Identify the barcode type to use
1D barcodes are widely used in hospitals for purposes such as identifying medications or prices. However, there is a growing need for barcodes to store more and more data. There is also a trend to make barcodes more apt for mobile usage. So, these two new requirements today have many looking to adopt 2D barcodes in healthcare practices too. Compared to linear 1D barcodes, 2D barcodes have the advantage of more memory capacity and storing more information types within less barcode space. Obviously, this makes 2D barcodes more convenient for mobile scans. Whichever you opt for, make sure you properly analyze your requirements to cover all workflow needs. Sometimes, a specific barcode type can work for many applications while other times, different barcode types may be needed for different usage scenarios. When deciding the barcode type, you must also research barcode scanning devices that support each. Some old barcode scanner models may not work with 2D barcodes.
Your image matters
Image is everything, so they say. When it comes to barcodes, it really is. The quality of the barcode image is important for better accuracy of barcode recognition. It’s known that when scanning documents with barcodes, a resolution of 300 dpi or above is recommended. Make sure you don’t reduce image quality to save space at the expense of disrupting data quality or workflow optimizations. Also, make sure the barcode is complete when scanning the documents – seems like a no-brainer but, it happens. Besides image quality, it’s a good idea to allow users to verify scanned data and manually correct it in cases where errors are found. This is a particularly important step to consider in any EHR workflow.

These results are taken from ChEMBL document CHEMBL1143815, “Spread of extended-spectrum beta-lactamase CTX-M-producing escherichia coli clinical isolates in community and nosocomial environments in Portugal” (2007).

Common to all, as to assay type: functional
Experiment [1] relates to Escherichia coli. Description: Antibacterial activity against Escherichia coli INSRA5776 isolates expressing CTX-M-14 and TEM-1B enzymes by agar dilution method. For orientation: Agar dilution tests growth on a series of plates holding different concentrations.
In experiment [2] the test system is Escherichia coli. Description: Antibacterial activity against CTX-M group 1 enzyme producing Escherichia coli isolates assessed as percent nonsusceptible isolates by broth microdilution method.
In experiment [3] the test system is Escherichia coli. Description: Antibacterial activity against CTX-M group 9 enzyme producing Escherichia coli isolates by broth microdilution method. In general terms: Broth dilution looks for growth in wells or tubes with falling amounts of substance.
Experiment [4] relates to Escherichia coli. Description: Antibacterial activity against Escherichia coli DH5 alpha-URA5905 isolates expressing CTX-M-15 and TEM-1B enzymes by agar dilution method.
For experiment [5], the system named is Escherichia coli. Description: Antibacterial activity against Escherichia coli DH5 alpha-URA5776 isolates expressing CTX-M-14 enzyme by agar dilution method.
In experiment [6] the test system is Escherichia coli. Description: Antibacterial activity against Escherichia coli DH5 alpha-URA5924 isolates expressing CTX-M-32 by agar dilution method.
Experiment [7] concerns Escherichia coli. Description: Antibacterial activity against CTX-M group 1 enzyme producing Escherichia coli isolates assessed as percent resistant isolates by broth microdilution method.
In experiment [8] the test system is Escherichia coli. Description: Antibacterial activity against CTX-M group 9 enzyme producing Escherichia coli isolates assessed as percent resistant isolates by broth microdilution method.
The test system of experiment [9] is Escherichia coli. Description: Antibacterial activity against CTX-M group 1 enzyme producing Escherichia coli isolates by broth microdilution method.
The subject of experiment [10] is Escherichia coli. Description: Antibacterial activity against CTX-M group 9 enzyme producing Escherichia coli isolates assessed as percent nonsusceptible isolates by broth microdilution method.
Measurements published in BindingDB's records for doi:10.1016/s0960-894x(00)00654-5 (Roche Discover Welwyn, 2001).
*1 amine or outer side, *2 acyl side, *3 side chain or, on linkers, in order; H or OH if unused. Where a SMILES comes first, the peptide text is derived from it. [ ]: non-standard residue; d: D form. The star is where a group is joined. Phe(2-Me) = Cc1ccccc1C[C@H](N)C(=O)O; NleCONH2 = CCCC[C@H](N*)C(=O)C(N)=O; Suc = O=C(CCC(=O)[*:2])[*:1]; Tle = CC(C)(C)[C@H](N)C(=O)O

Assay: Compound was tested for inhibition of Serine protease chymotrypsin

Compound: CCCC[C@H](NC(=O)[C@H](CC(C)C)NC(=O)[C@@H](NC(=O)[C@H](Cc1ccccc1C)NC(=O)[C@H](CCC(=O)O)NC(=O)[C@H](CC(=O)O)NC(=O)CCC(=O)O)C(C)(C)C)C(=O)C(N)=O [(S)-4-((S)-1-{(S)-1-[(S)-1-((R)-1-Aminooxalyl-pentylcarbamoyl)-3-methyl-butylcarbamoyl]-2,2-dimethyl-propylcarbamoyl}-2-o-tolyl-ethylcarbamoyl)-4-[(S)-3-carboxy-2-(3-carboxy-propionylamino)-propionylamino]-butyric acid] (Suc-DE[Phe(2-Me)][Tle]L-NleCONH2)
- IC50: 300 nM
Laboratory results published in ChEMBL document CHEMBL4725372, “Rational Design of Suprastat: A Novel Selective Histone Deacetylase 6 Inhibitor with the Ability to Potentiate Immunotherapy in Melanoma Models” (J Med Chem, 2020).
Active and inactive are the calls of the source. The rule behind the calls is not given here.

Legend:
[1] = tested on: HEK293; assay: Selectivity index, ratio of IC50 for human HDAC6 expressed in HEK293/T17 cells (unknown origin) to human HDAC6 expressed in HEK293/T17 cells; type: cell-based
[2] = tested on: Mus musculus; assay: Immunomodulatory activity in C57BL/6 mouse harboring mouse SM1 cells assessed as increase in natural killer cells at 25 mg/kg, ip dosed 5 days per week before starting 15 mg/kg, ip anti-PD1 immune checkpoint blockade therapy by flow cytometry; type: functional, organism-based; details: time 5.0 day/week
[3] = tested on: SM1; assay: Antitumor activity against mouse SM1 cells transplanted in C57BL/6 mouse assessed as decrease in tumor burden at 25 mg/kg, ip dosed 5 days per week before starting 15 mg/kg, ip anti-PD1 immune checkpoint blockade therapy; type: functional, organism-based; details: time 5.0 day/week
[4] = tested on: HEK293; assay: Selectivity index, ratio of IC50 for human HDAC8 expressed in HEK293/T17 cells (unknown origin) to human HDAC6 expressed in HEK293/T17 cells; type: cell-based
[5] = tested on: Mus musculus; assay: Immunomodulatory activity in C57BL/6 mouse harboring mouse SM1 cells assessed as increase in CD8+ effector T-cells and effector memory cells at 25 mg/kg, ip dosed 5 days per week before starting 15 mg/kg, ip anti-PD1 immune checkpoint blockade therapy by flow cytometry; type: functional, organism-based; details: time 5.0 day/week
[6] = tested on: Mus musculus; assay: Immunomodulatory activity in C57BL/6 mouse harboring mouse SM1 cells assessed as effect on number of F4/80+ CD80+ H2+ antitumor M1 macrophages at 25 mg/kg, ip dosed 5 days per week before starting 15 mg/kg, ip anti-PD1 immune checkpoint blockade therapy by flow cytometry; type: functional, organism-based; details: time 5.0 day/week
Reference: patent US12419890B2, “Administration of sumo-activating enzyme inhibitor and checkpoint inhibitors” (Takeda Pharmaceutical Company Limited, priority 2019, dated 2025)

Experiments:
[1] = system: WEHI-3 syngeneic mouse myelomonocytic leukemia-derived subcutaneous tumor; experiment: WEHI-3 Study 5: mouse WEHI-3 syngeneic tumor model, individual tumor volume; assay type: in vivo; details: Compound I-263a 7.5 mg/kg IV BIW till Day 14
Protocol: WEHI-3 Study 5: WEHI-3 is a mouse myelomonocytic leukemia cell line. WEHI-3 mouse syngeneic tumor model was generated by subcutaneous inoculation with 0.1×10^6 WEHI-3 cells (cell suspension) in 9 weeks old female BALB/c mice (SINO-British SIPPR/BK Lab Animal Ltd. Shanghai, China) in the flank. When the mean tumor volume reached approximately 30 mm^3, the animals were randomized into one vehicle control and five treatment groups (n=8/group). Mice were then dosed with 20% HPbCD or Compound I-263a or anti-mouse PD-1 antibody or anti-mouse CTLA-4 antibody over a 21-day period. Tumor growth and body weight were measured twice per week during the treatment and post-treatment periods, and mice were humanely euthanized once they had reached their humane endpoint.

Optimize for performance
When developing an application, how it performs what it’s supposed to do is also paramount – another no-brainer. So, what are some pointers to get better barcode recognition performance? First, if you know you will be using a certain barcode type, pre-specify it within the code of your application. This will save time in your application process to not have to perform a check for a barcode type. It also adds assurance against incorrect barcode type auto-selections. Here’s another tip specific to optimizing workflow performance: Let’s say your users regularly utilize certain form layouts where the barcode is in some fixed area of a document. It’s a good idea to pre-identify the rough barcode area within your application code. So, if you only need to decode one barcode in a document, then specify this and where it is in your code. This saves time and effort in the barcode application trying to locate where the barcode is or if there are more. These small considerations can add up to significantly improve barcode reading performance and workflow.